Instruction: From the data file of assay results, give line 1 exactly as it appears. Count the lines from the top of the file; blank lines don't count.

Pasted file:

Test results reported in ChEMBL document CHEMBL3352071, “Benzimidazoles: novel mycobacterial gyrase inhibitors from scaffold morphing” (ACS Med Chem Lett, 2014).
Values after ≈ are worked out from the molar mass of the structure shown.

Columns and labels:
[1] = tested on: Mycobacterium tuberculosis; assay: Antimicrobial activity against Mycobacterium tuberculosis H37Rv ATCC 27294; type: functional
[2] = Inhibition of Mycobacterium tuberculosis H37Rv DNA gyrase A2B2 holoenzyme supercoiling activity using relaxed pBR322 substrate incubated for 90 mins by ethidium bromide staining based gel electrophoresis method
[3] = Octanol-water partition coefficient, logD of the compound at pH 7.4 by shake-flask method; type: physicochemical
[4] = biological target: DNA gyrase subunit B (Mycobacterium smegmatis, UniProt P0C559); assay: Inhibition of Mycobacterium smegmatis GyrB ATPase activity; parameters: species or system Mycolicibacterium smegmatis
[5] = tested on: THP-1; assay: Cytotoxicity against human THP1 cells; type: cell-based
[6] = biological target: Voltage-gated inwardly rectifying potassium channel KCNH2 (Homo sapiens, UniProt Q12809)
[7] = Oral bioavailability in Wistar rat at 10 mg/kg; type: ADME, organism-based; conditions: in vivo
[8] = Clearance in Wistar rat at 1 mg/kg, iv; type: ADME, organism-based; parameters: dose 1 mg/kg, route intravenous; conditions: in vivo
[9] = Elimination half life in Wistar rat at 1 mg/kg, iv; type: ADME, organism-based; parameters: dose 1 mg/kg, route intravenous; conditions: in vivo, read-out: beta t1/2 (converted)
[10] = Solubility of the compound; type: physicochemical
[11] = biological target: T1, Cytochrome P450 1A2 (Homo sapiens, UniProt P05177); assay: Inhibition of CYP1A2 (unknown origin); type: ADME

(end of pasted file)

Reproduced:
Test results reported in ChEMBL document CHEMBL3352071, “Benzimidazoles: novel mycobacterial gyrase inhibitors from scaffold morphing” (ACS Med Chem Lett, 2014).